In March 2003, U.S. Army Maj. Gen. Alfredo “Freddie” Valenzuela presided over the funeral of Army Spc. Rodrigo Gonzalez-Garza, the first casualty of the Iraq war. Gonzalez-Garza was born in Sabinas Hidalgo, Nuevo Leon, Mexico, and was brought to San Antonio by his parents as an infant. He died defending the United States while pursuing his dream of becoming a citizen of this country.
Even though Gonzalez-Garza's death was significant on many levels, Valenzuela was especially moved by the fact that the young soldier made the ultimate sacrifice for a nation not his own. His story inspired Valenzuela to research why Hispanic soldiers, sailors, airmen and Marines perform heroically in times of war and peace without asking anything special in return.
“No Greater Love: The Lives and Times of Hispanic Soldiers” is Valenzuela's tender, thought-provoking tribute to Gonzalez-Garza and the thousands of Hispanics who have served, and are serving, in the U.S. military.
The book is critical of the U.S. Army and offers advice on corrective measures that Valenzuela believes must take place to achieve true diversity within its ranks.
Valenzuela retired from the Army in 2004 after a 33-year career in which he was highly decorated for heroism and valor. Currently the interim chief executive officer of the San Antonio Housing Authority, the Alamo City native understands better than most that it takes a special kind of soldier to excel in today's fast-paced, global environment, regardless of ethnicity.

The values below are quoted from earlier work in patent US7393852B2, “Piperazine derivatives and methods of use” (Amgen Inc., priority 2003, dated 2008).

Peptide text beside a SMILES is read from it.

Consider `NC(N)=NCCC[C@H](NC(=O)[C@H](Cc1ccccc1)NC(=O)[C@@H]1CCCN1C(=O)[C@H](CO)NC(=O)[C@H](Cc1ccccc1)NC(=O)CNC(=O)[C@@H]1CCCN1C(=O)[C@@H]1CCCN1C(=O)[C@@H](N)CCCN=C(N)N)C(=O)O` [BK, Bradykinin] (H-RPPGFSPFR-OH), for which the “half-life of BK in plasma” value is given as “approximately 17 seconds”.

While the book is not a history of Hispanics in the military, it does provide guiding principles for today's Latino service members as they embark on their careers in the armed forces.
Valenzuela challenges those who have achieved rank and positions of authority to exercise responsible mentoring so that up-and-coming soldiers can achieve their full potential.
Valenzuela even raises a scolding finger at today's military and political leaders by demanding that diversity not be a token catchphrase but a tenet that the Army strongly adhere to in order to ensure equality to every man and woman in uniform.
Perhaps no one understands the true cost of supporting combat soldiers on every level better than the few selected to wear stars on their collars — and there can be no room for error. Valenzuela wonders why Lt. Gen. Ricardo Sanchez was singled out over the Abu Ghraib scandal and ponders if ethnicity entered the equation. But like a good soldier, he leaves readers to reach their own conclusion.
In the book's introduction, Valenzuela notes that he wants to exalt the achievements and attributes of Hispanic soldiers to properly measure their value to the Army and the nation. Mission accomplished. It's touching to see that he cherishes friendships made in service to his country and mourns every loss of life.
Although Valenzuela feels that no one joins the armed forces with the intent of being labeled a hero, he is proud that Hispanic soldiers repeatedly answer the call to sacrifice even if their exploits remain largely unsung — despite the fact that they stand among the most wounded and killed of any ethnic classification in the armed forces.
“No Greater Love” is one general's unconditional testament of devotion to the men and women he has served and fought alongside. It's a poignant reminder that the freedom we cherish isn't truly free but is paid for through the blood and tears of soldiers, regardless of race, who may never come home again.